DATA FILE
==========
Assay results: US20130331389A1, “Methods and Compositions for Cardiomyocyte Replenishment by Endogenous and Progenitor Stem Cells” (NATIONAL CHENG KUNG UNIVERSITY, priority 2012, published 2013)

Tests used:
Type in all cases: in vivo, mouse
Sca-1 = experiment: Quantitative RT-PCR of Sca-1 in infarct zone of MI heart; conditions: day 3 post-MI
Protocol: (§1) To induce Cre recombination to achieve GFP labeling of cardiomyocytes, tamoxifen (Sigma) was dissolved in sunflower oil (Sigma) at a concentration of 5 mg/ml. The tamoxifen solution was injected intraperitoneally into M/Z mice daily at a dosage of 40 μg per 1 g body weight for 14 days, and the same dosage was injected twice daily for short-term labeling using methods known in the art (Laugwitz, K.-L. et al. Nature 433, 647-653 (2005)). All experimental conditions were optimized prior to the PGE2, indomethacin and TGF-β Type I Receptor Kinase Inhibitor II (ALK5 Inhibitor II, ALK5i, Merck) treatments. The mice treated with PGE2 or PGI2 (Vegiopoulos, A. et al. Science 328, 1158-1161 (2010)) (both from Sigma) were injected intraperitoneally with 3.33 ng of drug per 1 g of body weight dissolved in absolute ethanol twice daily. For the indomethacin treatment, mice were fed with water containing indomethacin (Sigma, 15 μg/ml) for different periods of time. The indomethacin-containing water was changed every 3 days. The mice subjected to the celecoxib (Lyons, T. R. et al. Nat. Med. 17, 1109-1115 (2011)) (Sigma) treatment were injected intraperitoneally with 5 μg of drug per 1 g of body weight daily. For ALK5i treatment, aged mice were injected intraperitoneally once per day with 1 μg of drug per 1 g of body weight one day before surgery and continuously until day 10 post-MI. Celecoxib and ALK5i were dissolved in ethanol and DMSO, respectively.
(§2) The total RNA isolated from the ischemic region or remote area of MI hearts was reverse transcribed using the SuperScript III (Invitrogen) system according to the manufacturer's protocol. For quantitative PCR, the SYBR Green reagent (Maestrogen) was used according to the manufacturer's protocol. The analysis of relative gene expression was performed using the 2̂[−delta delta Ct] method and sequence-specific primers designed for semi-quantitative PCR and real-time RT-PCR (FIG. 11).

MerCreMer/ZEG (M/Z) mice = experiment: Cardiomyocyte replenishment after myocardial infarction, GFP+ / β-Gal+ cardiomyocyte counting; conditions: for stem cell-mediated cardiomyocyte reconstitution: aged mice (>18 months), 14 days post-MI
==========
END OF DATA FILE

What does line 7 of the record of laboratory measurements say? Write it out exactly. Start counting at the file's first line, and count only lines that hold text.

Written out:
MerCreMer/ZEG (M/Z) mice = experiment: Cardiomyocyte replenishment after myocardial infarction, GFP+ / β-Gal+ cardiomyocyte counting; conditions: for stem cell-mediated cardiomyocyte reconstitution: aged mice (>18 months), 14 days post-MI